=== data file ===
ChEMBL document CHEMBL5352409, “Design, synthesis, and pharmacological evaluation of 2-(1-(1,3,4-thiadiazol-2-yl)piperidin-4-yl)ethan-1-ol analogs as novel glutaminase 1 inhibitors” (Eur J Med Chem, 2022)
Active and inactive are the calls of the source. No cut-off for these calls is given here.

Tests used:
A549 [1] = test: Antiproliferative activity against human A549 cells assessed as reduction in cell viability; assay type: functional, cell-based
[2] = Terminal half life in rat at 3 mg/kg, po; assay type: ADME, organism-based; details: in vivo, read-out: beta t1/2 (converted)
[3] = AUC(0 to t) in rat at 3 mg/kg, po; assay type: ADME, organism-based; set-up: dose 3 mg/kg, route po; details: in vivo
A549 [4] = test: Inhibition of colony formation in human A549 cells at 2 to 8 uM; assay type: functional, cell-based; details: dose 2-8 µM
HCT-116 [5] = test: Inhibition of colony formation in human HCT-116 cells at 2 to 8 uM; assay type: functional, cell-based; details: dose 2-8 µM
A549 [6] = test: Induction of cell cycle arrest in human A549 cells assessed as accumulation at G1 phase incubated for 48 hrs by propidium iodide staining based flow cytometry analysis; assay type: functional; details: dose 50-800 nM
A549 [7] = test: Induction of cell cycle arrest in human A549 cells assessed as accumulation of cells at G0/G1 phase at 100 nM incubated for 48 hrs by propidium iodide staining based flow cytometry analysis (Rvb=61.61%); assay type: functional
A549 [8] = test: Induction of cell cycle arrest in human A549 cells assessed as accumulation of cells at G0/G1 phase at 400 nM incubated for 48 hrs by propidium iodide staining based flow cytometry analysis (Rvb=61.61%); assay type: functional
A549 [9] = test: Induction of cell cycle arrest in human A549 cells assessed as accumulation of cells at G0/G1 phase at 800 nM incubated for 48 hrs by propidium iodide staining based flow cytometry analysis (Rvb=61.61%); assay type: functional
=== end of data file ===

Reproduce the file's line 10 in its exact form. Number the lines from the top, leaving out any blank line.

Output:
A549 [7] = test: Induction of cell cycle arrest in human A549 cells assessed as accumulation of cells at G0/G1 phase at 100 nM incubated for 48 hrs by propidium iodide staining based flow cytometry analysis (Rvb=61.61%); assay type: functional